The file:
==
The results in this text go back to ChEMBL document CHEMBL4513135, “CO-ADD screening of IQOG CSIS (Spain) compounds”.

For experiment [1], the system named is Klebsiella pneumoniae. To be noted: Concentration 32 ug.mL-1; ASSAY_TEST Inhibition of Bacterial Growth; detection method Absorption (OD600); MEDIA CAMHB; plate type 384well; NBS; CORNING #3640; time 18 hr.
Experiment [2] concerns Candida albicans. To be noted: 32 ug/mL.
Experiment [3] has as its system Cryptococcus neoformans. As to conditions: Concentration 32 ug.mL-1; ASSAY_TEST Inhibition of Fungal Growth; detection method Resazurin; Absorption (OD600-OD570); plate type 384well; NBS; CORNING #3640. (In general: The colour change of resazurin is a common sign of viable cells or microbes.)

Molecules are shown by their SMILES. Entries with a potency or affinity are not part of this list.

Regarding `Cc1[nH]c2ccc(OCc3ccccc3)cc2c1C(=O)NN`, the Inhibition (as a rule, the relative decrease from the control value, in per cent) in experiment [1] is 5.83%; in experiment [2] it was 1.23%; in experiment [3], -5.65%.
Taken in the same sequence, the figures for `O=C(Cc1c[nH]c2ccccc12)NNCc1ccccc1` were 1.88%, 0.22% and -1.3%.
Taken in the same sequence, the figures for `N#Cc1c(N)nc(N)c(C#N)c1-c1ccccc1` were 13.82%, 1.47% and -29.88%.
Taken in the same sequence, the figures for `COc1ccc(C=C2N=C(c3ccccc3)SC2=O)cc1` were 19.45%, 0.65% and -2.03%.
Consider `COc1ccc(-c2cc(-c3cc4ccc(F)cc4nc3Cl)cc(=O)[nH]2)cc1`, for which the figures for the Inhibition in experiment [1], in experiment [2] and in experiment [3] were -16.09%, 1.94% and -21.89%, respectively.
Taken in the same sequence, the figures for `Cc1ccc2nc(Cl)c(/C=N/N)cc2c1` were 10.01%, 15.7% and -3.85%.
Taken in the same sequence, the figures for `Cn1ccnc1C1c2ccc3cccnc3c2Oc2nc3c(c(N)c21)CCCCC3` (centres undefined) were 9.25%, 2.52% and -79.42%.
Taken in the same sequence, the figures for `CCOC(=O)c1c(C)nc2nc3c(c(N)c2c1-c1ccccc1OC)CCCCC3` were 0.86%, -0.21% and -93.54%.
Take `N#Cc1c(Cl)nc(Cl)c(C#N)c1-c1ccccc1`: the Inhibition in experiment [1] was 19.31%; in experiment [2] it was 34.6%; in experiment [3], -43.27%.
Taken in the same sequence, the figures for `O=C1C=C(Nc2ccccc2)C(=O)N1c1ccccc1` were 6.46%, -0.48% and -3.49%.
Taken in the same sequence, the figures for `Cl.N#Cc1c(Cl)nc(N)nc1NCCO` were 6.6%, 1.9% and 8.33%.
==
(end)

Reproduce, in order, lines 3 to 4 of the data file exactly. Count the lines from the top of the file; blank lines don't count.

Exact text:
Experiment [2] concerns Candida albicans. To be noted: 32 ug/mL.
Experiment [3] has as its system Cryptococcus neoformans. As to conditions: Concentration 32 ug.mL-1; ASSAY_TEST Inhibition of Fungal Growth; detection method Resazurin; Absorption (OD600-OD570); plate type 384well; NBS; CORNING #3640. (In general: The colour change of resazurin is a common sign of viable cells or microbes.)